Normally, this wouldn't be big news. Things burn down regularly in irregular ways in Montreal, and for the most part no one pays much attention. It's usually a matter of someone not paying their protection money to one of the many organized crime syndicates that ply their trade around here.
This time, though, it may be different. Early this week, the dealership was targeted by a Québec blogger, Gab Roy, who claimed that it had ripped off his friend Genevieve, an attractive former reality TV contestant. Apparently, Genevieve had placed a $500 deposit on a car at KIA Pointe-aux-Trembles, but she eventually bought another car at a different dealership. When Genevieve returned to get her deposit back, KIA Pointe-aux-Trembles refused to return it.
Gab Roy then rode to the rescue. Accompanied by Genevieve, Roy visited the dealership and got into a shouting match (viewable on Youtube) with the sales director who, according to Roy, pushed him into a wall. Eventually, after a long argument in which Roy alluded to his thousands of followers, the dealership refunded the deposit. On August 29th, Roy posted the recording of the shouting match to his blog, along with instructions to his "army of trolls" to attack KIA's webpage and to harrass them via telephone. A large caption in the video says, "Troll Army: KIA Pointe-aux-Trembles is underestimating you."
The trolls swiftly moved into action with e-mails, Facebook pages and telephone calls. Yesterday, Roy added a KIA Troll Awards post to his blog in which he named the top three trollers (see below).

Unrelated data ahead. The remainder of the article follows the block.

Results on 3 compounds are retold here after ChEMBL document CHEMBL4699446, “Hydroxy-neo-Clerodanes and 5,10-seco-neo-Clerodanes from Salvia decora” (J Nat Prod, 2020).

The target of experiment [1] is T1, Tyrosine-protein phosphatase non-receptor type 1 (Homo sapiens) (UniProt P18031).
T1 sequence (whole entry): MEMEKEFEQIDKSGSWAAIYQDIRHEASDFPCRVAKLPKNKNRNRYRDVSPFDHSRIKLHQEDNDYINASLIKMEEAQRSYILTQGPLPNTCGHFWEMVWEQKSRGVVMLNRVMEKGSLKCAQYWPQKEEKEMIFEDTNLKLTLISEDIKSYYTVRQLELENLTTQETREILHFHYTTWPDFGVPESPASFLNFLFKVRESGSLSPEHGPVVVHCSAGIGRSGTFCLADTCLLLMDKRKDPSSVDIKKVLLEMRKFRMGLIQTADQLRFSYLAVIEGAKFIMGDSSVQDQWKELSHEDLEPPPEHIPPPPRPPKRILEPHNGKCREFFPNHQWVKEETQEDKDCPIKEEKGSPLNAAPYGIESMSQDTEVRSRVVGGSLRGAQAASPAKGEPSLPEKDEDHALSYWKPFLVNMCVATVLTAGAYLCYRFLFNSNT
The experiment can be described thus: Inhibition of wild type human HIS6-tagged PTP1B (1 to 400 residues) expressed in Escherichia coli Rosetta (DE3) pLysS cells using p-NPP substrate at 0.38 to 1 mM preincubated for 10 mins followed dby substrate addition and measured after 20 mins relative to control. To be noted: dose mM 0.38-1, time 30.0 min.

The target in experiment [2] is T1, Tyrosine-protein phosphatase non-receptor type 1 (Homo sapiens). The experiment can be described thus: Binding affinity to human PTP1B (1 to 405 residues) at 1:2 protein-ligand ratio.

This morning, the KIA dealership was, to borrow an idiom from French, "the prey of flames." Was this the work of Roy's troll army? Did the internet cause a dispute over a $500 deposit to escalate to arson? It is difficult to say--it's always possible that someone else could have had a score to settle with the dealership. Yet, interviewed this morning on the radio, Roy was backtracking furiously. He remarked, "I told my readers to write to the dealer...but my God...I never asked anyone to set fire to anything." He added, "OK...it could be that I was the match...but many people were unhappy with the dealership."
Most mainstream journalists realize that it is unsafe to mobilize people to target a particular individual. But on the internet, mobilizing hate and rage is still viewed by many as being acceptable. What obligations to bloggers have to protect the targets of their ire? Public discourse, especially in the United States, has grown increasingly heated, and there is a clearly a risk that this rhetoric will occasionally spill over into violence.
As Sarah Stitzlein has recently pointed out in this blog, recent dramatic manifestations of public rage (e.g. the Gifford shooting in Arizona) have prompted a demand for increased civility--the University of Arizona is establishing a National Institute for Civil Discourse. Stitzlein notes, however, that civility is not an unalloyed good. Forced politeness and cordiality can potentially help keep oppressed people oppressed.
Still, as the ashes of the KIA dealership would seem to indicate, there is plenty of room for caution.
For those who read French, Clique du Plateau has a full account of the story. The La Presse story documenting the fire is here.